"Dear Brother and Sister: Recently, in visions of the night, there were opened before me some matters that I must communicate to you. I have been shown that you are making some sad mistakes. In your study of the Scriptures and of the Testimonies, you have come to wrong conclusions. The Lord's work would be greatly misunderstood if you should continue to labor as you have begun. You place a false interpretation upon the Word of God, and upon the printed Testimonies; and then you seek to carry on a strange work in accordance with your conception of their meaning. You suppose that all you do is for the glory of God, but you are deceiving yourselves and deceiving others.
"Your wife, in speech, in song, and in strange exhibitions that are not in accordance with the genuine work of the Holy Spirit, is helping to bring in a phase of fanaticism that would do great injury to the cause
of God, if allowed any place in our churches.
"You have even supposed that power is given you to cast out devils. Through your influence over the human mind men and women are led to believe that they are possessed of devils, and that the Lord has appointed you as His agents for casting out these evil spirits.
"I have been shown that just such phases of error as I was compelled to meet among Advent believers after the passing of the time in 1844, will be repeated in these last days. In our early experience, I had to go from place to place and bear message after message to disappointed companies of believers. The evidences accompanying my messages were so great that the honest in heart received as truth the words that were spoken. The power of God was revealed in a marked manner, and men and women were freed from the baleful influence of fanaticism and disorder, and were brought into the unity of the faith.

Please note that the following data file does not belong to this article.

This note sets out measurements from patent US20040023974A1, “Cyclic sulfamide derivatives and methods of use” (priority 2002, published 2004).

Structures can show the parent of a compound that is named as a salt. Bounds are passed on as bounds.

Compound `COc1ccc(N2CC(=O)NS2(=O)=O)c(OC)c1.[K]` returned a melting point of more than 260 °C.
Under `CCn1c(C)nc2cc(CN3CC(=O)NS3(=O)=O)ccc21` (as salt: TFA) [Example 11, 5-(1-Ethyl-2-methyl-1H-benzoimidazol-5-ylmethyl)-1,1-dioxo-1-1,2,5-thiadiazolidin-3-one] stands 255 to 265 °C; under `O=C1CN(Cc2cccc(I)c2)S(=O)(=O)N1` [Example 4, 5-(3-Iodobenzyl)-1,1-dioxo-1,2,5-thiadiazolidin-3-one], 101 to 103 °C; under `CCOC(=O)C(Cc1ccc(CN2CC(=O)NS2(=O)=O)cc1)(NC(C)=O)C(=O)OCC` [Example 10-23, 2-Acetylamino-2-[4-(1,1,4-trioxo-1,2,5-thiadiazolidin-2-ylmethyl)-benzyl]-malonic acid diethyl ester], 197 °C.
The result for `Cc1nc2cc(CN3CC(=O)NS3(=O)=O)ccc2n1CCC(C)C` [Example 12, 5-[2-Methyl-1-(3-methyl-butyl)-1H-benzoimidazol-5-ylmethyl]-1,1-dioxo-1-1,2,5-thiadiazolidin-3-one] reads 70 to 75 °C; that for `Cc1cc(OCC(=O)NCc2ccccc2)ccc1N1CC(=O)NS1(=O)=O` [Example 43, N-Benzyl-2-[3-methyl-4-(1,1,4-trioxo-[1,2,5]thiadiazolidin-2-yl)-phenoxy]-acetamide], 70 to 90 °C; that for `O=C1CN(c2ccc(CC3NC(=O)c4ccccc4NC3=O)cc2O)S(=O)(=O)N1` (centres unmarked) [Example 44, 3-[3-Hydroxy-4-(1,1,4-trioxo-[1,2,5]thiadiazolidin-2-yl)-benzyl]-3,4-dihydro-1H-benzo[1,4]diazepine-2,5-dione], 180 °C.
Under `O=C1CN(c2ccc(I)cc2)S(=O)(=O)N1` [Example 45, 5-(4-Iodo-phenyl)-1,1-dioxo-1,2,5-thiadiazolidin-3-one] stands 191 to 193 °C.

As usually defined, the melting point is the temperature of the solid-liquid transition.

"My brother and sister, I have a message for you: you are starting on a false supposition. There is much of self woven into your exhibitions. Satan will come in with bewitching power, through these exhibitions. It is high time that you call a halt. If God had given you a special message for His people, you would walk and work in all humility'-not as if you were on the stage of a theater, but in the meekness of a follower of the lowly Jesus of Nazareth. You would carry an influence altogether different from that which you have been carrying. You would be anchored on the Rock, Christ Jesus.
"My dear young friends, your souls are precious in the sight of Heaven. Christ has bought you with His own precious blood, and I do not want you to be indulging a false hope, and working in false lines. You are certainly on a false track now, and I beg of you, for your souls' sake, to imperil no longer the cause of truth for these last days. For your own souls' sake, consider that the manner in which you are working is not the way God's cause is to be advanced. The sincere desire to do others good will lead the Christian worker to put away all thought of bringing into the message of present truth any strange teachings leading men and women into fanaticism. At this period of the world's history, we must exercise the greatest of care in this respect.